Lurker chiming in too…DO IT
In 2012 I was fortunate enough to go with my dad when I was in year 12 aged 17. I went in September which is one of the busiest times however the weather was perfect. I did the way of St James, same as user Muninn, starting from St Jean. It was only uncomfortably busy in the last 100km. This is the minimum distance in order to qualify for the “compostella” and there is a noticeable increase in “freds” to use a cycling expression.
Whichever month you choose I strongly advise you to see if there are any festivals on. Just like San Fermin in Pamplona, even pin dick towns go nuts. It’s so much fun but accommodation might be an issue. We lucked out and were in Longrono during San something. There was another in Najera and their whole town of 8000 were out with their families cooking paella using some of the most ghetto set ups. Once that rapt up everyone then flocked to the local bull ring. I was drunk and stupidly entered the arena with all the other drunk blokes when the main event finished. Meanwhile my dad is waving his arms and screaming for me to come back. I bitched it when the bull was like more than 10m away fuck they are big and angry.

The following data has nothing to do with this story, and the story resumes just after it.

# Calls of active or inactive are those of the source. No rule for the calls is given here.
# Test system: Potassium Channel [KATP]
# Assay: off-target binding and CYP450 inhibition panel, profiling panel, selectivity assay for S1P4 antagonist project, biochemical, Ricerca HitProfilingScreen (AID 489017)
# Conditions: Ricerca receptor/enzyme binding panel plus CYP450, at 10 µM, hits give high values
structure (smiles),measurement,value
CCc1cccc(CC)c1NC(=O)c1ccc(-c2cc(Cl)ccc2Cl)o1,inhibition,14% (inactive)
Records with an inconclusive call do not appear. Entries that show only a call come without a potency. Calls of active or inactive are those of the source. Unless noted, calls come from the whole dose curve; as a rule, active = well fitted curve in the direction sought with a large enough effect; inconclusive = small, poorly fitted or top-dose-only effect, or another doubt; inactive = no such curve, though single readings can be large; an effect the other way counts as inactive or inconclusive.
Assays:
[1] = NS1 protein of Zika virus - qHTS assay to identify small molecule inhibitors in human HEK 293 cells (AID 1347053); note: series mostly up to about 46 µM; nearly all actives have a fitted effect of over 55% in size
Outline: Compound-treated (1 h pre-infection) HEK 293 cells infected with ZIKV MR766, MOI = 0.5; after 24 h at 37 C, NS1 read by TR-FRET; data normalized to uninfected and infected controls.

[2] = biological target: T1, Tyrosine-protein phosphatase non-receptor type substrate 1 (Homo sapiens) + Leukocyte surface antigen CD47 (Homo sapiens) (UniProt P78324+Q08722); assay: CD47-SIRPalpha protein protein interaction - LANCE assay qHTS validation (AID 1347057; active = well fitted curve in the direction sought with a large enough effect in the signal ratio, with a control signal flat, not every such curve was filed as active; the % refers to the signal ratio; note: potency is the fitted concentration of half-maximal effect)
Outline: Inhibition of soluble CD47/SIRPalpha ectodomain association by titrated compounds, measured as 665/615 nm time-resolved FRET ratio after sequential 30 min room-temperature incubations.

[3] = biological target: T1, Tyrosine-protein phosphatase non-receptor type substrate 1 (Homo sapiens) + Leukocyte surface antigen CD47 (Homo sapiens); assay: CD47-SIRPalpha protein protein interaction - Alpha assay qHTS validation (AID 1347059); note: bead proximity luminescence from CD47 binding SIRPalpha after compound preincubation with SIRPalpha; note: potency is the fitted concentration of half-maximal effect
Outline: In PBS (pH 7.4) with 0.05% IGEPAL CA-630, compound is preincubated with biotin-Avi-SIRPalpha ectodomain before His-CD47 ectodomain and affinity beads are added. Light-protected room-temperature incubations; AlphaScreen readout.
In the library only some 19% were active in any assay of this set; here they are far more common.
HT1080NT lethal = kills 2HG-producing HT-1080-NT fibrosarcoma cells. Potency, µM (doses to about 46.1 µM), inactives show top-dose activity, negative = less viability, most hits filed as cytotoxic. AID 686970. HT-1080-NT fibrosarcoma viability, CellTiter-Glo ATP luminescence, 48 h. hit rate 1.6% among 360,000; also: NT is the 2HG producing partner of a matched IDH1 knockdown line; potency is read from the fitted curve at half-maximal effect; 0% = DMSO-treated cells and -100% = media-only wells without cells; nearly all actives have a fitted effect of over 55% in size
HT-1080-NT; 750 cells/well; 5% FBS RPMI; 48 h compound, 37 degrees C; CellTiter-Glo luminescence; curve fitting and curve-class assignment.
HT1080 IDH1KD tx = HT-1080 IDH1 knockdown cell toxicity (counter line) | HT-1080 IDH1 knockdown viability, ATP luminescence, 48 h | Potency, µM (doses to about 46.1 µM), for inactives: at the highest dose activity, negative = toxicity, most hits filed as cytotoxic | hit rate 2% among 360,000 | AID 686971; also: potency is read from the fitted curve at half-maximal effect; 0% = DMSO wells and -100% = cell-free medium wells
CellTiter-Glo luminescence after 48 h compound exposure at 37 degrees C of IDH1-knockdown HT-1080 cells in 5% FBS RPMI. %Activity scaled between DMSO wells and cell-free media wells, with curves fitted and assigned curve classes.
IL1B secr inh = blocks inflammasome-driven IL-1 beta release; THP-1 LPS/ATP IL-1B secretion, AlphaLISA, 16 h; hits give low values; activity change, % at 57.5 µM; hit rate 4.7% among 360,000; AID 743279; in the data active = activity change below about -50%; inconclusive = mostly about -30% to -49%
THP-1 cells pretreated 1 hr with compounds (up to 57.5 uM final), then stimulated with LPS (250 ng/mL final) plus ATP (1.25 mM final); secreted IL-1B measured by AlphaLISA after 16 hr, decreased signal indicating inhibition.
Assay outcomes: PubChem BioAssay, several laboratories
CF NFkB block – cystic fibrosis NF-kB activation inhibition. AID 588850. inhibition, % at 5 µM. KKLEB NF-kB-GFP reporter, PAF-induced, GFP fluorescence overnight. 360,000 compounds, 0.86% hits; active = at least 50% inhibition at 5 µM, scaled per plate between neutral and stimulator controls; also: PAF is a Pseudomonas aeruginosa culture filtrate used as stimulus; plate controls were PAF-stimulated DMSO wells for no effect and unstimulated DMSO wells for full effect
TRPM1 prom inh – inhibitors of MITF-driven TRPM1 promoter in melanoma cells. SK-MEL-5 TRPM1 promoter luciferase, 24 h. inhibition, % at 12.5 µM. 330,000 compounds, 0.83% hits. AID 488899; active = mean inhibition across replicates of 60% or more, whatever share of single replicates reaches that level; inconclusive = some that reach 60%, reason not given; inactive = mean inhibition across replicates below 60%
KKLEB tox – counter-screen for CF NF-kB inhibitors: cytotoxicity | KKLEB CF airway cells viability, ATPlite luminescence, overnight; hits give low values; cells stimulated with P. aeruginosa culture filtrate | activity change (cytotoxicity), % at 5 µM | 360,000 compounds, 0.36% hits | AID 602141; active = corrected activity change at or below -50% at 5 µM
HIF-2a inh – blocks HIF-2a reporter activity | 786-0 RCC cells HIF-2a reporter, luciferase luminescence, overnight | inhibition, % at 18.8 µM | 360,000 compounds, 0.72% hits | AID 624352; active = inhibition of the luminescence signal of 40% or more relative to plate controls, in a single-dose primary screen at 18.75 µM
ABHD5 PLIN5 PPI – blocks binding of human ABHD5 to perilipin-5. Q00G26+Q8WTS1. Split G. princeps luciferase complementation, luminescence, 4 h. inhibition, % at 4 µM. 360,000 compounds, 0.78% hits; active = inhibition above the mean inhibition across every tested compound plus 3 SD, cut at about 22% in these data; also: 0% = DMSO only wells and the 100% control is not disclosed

As you are cycling an issue will be the priority given in the albergues to walkers. I forget but I think it’s around after siesta they let cyclists come in. Having said that there is privately owned hostels/refugios that don’t care.
The church run albergues are fine, they are cheaper some are by donation. I recommend the Cistercian nun albergue in Santo Domingo de Calzada. It is donation, quiet, has a beer vending machine in the dining area and kitchen.
If crowds aren’t your thing you could try one of the many other routes available. The “Del Norte” route, which follows the northern coast apparently, is amazing. The weather is less predictable.
Muninn is spot on about the roads but it sounds like you’ll be right. There are also some nice detours that aren’t way marked such as the “dragonte” route near O’cebriero in Galicia. You will have to walk your bike etc for a little bit if you choose to do these. I recommend the detour to Eunate where there is a church that was built by the Knights Templar. We didn’t but you can stay in the caretaker couples house there if you want.
Register as a pilgrim don’t worry about the reason because you need the passport its like having a concession card (most albergues won’t let you in without it) you can get cheaper transport apparently and you get 50% off purgatory if you finish (lol).
Suss some guide books. We combined like 5. The Brierly one is the most popular. It contains awesome information about accomodation and other random useful things. But, he is an old man and is really spiritual and “glorious” is the only adjective he uses. An Aussie bloke made a durable ring bound map with essential info, that one we found was the most accurate map. I’ll try and dig it out.
I had so much fun I vowed to save and do it again. In fact this Friday I am leaving to do the Via de la Plata starting from Seville. It is in winter this time and it is a lot longer and the towns are even smaller. I’m at uni now so this is the only time I can take off. Can’t wait!